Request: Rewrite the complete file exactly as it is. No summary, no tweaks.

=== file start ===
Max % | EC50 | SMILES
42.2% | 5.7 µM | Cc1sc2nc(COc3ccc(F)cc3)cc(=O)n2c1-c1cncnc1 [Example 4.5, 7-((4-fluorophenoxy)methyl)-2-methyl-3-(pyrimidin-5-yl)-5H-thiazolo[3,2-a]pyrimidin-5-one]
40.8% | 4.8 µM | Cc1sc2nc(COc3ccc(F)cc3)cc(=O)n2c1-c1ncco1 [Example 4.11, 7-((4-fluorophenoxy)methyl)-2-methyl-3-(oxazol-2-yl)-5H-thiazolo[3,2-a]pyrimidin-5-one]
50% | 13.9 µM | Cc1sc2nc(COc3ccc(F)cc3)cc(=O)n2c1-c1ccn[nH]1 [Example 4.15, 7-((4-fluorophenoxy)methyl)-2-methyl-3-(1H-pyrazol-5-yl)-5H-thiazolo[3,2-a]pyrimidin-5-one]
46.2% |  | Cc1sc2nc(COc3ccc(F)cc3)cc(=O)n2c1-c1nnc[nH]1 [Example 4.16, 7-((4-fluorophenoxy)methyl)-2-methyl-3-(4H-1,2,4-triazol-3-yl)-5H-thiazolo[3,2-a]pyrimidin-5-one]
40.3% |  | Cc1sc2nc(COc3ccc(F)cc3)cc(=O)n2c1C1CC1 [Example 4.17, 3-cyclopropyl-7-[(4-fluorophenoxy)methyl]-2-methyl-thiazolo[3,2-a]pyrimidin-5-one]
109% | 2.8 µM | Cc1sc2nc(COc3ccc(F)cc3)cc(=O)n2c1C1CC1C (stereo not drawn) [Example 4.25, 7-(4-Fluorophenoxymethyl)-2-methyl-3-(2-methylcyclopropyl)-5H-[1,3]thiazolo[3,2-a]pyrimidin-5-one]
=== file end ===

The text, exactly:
Max % | EC50 | SMILES
42.2% | 5.7 µM | Cc1sc2nc(COc3ccc(F)cc3)cc(=O)n2c1-c1cncnc1 [Example 4.5, 7-((4-fluorophenoxy)methyl)-2-methyl-3-(pyrimidin-5-yl)-5H-thiazolo[3,2-a]pyrimidin-5-one]
40.8% | 4.8 µM | Cc1sc2nc(COc3ccc(F)cc3)cc(=O)n2c1-c1ncco1 [Example 4.11, 7-((4-fluorophenoxy)methyl)-2-methyl-3-(oxazol-2-yl)-5H-thiazolo[3,2-a]pyrimidin-5-one]
50% | 13.9 µM | Cc1sc2nc(COc3ccc(F)cc3)cc(=O)n2c1-c1ccn[nH]1 [Example 4.15, 7-((4-fluorophenoxy)methyl)-2-methyl-3-(1H-pyrazol-5-yl)-5H-thiazolo[3,2-a]pyrimidin-5-one]
46.2% |  | Cc1sc2nc(COc3ccc(F)cc3)cc(=O)n2c1-c1nnc[nH]1 [Example 4.16, 7-((4-fluorophenoxy)methyl)-2-methyl-3-(4H-1,2,4-triazol-3-yl)-5H-thiazolo[3,2-a]pyrimidin-5-one]
40.3% |  | Cc1sc2nc(COc3ccc(F)cc3)cc(=O)n2c1C1CC1 [Example 4.17, 3-cyclopropyl-7-[(4-fluorophenoxy)methyl]-2-methyl-thiazolo[3,2-a]pyrimidin-5-one]
109% | 2.8 µM | Cc1sc2nc(COc3ccc(F)cc3)cc(=O)n2c1C1CC1C (stereo not drawn) [Example 4.25, 7-(4-Fluorophenoxymethyl)-2-methyl-3-(2-methylcyclopropyl)-5H-[1,3]thiazolo[3,2-a]pyrimidin-5-one]